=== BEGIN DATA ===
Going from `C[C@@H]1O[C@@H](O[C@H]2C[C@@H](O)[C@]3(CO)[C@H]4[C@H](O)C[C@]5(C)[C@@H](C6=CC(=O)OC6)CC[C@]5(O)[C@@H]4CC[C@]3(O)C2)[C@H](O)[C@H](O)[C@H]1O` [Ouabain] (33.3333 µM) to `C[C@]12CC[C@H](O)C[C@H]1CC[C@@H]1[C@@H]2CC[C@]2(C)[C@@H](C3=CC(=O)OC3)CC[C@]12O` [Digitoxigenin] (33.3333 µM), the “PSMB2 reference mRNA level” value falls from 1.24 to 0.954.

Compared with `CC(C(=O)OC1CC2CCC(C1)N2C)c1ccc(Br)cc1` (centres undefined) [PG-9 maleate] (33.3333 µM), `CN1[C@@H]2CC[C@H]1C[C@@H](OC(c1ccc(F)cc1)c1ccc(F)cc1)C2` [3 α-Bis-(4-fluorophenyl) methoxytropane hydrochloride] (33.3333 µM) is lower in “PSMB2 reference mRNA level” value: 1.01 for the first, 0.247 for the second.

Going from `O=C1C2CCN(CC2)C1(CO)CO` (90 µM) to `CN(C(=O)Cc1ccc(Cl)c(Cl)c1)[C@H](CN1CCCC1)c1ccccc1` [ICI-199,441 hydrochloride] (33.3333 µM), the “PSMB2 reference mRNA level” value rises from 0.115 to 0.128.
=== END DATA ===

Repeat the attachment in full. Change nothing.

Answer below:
Going from `C[C@@H]1O[C@@H](O[C@H]2C[C@@H](O)[C@]3(CO)[C@H]4[C@H](O)C[C@]5(C)[C@@H](C6=CC(=O)OC6)CC[C@]5(O)[C@@H]4CC[C@]3(O)C2)[C@H](O)[C@H](O)[C@H]1O` [Ouabain] (33.3333 µM) to `C[C@]12CC[C@H](O)C[C@H]1CC[C@@H]1[C@@H]2CC[C@]2(C)[C@@H](C3=CC(=O)OC3)CC[C@]12O` [Digitoxigenin] (33.3333 µM), the “PSMB2 reference mRNA level” value falls from 1.24 to 0.954.

Compared with `CC(C(=O)OC1CC2CCC(C1)N2C)c1ccc(Br)cc1` (centres undefined) [PG-9 maleate] (33.3333 µM), `CN1[C@@H]2CC[C@H]1C[C@@H](OC(c1ccc(F)cc1)c1ccc(F)cc1)C2` [3 α-Bis-(4-fluorophenyl) methoxytropane hydrochloride] (33.3333 µM) is lower in “PSMB2 reference mRNA level” value: 1.01 for the first, 0.247 for the second.

Going from `O=C1C2CCN(CC2)C1(CO)CO` (90 µM) to `CN(C(=O)Cc1ccc(Cl)c(Cl)c1)[C@H](CN1CCCC1)c1ccccc1` [ICI-199,441 hydrochloride] (33.3333 µM), the “PSMB2 reference mRNA level” value rises from 0.115 to 0.128.